Mar. 3, 2013; Tempe, AZ, USA; Los Angeles Angels relief pitcher A.J. Schugel (87) throws during the fourth inning against the Los Angeles Angels at Tempe Diablo Stadium. The Cubs beat the Angels 4-2. Mandatory Credit: Matt Kartozian-USA TODAY Sports

Prospects on the Move: A.J. Schugel

To any Diamondbacks fan hoping they would also land a premium prospect in the recent Mark Trumbo trade, I bid you not to look at A.J. Schugel’s 2013 stats. Schugel, recently announced as one of the two player to be named laters from the aforementioned deal (the other being Brandon Jacobs), was lit up in his first tour of Triple-A this past season, posting a 7.05 ERA, 1.724 WHIP, and 12.2 H/9 over 19 starts. A foot injury mercifully ended his season in mid-July.

That being said, while his performance puts serious doubt on his true value, it should not condemn him. In 2012, Schugel, 24, was one of the best pitchers in Anaheim’s organization, pitching to a 2.89 ERA over 140.2 Double-A innings. After that campaign, he was named the 12th best prospect in the Angel’s system by Baseball America, 14th by Fangraphs. He was noted in particular for his fastball and changeup, both only slightly above-average offerings, but pitches that he knew how to use effectively. BA projected him as a back-end rotation guy, and D’backs GM Kevin Towers is hoping he can provide that value in the next couple seasons.

And there’s little reason to think that he can’t. While his 2013 season was superficially a disaster, underlying factors and statistics tell a more sympathetic story. To start, Schugel’s primary peripherals – strikeout and walk rates – were almost identical 2012 and 2013, with both metrics decreasing by small margins this past season. His inflated ERA was thus largely due to bad luck, as evidenced by a .376 Babip.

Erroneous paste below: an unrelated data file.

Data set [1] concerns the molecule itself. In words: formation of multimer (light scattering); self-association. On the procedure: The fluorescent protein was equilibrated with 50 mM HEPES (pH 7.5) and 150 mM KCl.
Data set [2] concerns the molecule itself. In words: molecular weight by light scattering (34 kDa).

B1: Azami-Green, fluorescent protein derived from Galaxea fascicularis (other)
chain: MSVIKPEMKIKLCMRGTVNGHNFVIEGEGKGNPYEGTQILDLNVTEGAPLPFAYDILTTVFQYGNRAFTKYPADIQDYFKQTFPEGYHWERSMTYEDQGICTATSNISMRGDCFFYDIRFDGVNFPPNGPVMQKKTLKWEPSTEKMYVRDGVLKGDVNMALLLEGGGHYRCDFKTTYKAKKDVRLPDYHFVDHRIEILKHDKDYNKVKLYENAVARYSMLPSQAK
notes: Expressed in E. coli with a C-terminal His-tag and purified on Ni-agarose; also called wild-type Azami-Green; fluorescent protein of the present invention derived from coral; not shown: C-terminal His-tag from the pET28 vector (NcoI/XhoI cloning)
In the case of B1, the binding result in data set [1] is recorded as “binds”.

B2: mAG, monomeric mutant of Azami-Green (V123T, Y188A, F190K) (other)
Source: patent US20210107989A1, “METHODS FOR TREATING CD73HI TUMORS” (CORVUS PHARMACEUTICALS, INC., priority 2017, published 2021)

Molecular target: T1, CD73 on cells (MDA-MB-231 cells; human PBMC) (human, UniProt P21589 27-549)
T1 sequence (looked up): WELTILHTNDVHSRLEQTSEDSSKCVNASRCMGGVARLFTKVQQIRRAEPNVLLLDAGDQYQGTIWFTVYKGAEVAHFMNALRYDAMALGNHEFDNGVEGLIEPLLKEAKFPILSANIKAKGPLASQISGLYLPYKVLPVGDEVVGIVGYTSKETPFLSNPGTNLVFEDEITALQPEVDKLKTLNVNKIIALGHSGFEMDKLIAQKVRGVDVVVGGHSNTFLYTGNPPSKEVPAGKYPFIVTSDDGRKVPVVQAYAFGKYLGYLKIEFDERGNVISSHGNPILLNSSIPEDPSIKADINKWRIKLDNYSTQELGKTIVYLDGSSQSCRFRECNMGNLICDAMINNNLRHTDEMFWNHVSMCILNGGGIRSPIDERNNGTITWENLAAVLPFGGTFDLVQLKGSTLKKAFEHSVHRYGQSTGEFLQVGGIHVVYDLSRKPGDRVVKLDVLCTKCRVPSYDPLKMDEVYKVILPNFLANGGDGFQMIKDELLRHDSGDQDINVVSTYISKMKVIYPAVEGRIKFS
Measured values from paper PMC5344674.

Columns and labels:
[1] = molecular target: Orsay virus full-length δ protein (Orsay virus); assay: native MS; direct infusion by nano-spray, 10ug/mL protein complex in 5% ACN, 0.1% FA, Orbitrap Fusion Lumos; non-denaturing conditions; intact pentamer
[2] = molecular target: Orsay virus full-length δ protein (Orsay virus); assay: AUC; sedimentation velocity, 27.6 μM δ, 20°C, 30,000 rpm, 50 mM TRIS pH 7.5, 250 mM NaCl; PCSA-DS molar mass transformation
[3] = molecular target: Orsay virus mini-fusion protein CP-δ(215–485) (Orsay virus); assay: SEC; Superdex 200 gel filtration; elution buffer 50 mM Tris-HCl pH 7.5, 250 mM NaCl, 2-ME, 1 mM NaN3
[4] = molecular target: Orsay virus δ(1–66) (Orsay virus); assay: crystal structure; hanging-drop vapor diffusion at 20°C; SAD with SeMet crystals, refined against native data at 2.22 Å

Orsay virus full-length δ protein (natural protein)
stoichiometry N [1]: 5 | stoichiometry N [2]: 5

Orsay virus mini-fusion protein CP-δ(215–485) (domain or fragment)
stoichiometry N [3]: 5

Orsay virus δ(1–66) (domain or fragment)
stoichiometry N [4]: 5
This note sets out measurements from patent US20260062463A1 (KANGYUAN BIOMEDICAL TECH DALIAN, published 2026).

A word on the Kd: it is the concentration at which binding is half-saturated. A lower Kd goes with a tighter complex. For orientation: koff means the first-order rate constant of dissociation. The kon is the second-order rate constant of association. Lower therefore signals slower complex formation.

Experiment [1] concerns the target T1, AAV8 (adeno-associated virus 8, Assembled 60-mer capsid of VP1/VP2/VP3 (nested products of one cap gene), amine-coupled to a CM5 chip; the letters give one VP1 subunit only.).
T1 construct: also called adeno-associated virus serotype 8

Also driving the ERA surge, was an increased home run rate, but even that has an acceptable explanation. Schugel’s fly ball tendencies will always lead to relatively large amounts of home runs, but pitching last year in the PCL, arguably the best league in professional baseball for hitting home runs, compounded his troubles. He gave up 1.2 HR/9 pitching in Salt Lake City this past season, twice what he gave up in Arkansas the year prior, and more than he should in the majors.

Most importantly, perhaps, was the fact that Schugel dealt with blisters for much of the beginning of the years. A seemingly minor ailment, pitchers will often play through them, but they can significantly hinder a hurler’s ability to grip the baseball properly. The result is softer stuff, erratic command and therefore heightened ERA’s.

Schugel’s 2013 wasn’t the albatross that it seems, but it certainly wasn’t a success. His future role is most likely as a number five starter, swingman, or middle reliever. As a throw-in to a deal that grabbed you a perennial thirty home run hitter, he’s not a bad catch.

Tags: Arizona Diamondbacks

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